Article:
My family have also suffered through being dispossessed of their land. So, one of the most iconic struggle figures that intrigued me was the late Winnie Mandela. This is not to say that she was the only struggle icon as there were also male liberators who played a vital role in terms of fighting for democracy in South Africa. However, given that in African black communities there was a patriarchal system that prevented women from taking the lead, Winnie Mandela stayed strong no matter how families, different communities and friends criticized her. She has gone through violent experiences that include being arrested under the Suppression of Terrorism Act and spending more than a year in solitary confinement, where she was tortured. After she was released, she continued her activism and was jailed several more times. Through her commitment in struggle and activism, Winnie Mandela became president of the ANC Women's League in 1993, and the following year she was elected to Parliament. I find it inspirational and motivational that a woman could be on the frontline of such a struggle for liberation in Africa. I believe that her being an activist opened doors for black African women to recognize that it is possible for a woman to stand on the frontline. Winnie Mandela gave women a voice, that even if you are a woman you can get down and dirty in the struggle. By dirty I mean doing the work, being in the frontline, sacrificing and still being a woman. To engage in politics and works of activism did not make her any less of a woman.
We have goals that we wish to achieve in this world. What I have learned from Winnie Mandela’s life is that the way to success in relation to achieving your goals is not straight. There are many challenges, but challenges do not necessarily mean failure. If you have determination, commitment and perseverance you can make it."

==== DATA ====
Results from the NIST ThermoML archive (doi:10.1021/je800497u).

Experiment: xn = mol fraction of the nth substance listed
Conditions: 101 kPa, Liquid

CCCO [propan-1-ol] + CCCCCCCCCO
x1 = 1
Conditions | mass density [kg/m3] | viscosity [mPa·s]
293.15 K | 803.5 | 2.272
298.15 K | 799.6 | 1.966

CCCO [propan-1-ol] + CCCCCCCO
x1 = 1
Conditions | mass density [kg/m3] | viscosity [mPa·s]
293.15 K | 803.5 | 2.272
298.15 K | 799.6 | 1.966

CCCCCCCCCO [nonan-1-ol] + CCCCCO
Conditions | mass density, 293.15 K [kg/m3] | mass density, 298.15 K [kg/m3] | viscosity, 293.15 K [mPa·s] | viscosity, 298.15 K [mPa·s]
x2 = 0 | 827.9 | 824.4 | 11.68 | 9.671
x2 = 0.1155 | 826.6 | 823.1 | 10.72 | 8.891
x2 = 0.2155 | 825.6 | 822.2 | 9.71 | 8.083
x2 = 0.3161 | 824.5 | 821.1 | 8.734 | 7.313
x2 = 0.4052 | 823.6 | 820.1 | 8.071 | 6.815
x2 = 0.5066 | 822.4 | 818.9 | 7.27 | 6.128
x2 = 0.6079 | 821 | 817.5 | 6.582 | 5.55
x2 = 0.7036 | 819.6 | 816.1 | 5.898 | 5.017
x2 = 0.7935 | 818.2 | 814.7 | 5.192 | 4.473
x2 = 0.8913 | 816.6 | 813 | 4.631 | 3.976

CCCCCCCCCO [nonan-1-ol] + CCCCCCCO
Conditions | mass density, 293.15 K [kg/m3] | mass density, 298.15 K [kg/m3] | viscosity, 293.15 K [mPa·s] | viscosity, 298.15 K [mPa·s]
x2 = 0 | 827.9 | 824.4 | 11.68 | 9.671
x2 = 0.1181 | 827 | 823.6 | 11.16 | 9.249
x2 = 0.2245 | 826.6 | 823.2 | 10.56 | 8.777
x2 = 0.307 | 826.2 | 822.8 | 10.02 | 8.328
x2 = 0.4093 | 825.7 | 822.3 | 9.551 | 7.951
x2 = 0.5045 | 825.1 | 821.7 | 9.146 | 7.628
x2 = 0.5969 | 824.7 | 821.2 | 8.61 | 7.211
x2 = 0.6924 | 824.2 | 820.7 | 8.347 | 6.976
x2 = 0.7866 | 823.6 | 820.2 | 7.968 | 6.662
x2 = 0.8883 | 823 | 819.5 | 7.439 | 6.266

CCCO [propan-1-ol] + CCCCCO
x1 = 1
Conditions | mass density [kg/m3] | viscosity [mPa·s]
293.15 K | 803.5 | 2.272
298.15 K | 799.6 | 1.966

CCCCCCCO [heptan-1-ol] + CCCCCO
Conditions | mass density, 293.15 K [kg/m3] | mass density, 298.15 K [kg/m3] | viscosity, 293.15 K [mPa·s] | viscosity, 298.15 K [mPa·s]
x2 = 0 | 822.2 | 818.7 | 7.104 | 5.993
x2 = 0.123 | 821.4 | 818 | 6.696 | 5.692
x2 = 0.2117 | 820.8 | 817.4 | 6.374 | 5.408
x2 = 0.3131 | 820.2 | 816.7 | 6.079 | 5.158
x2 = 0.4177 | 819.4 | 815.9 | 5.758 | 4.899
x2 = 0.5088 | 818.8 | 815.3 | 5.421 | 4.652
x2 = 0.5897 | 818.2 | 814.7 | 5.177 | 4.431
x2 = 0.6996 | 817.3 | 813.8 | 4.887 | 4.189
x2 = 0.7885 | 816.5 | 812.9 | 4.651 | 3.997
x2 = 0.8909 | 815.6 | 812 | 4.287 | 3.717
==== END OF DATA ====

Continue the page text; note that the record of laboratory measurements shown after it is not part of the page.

Jonas Nzabamwita, PhD Development Studies, University of Western Cape: "Her heroism shows that when you are fighting for a good cause, you will always emerge victorious."
I’m not from South Africa, but in my view, I would describe Winnie Mandela not only as “the mother of the nation”, but also as “the mother of the world”. Despite the negative reports about her that we used to see in the media a few years back, Mama Winnie Mandela fearlessly fought for the freedom of South Africa and stood there for black South Africans. She constantly resisted harassment by the forces of apartheid regime, which led to her imprisonment of which many years was in solitary confinement.
As an anti-Apartheid struggle icon, Mama Winnie fiercely protested the unjust apartheid law and tyranny. She also spoke against wrongdoing. This made Mama Winnie become the voice of the voiceless, especially the black population which was discriminated against. Her activism connected the youth with the ANC, which in turn influenced many to join the struggle, ultimately bringing a radical change in the South African political landscape.
In simple words, I think Mama Winnie Mandela epitomised the struggle and liberation of black people and her political life caused a big change. As future activists, Winnie Mandela is an inspiration to us, and her heroism shows that when you are fighting for a good cause, you will always emerge victorious. This encourages me to continue the fight against any discrimination, be it racism, xenophobia, patriarchy, gender-based violence and other social injustice.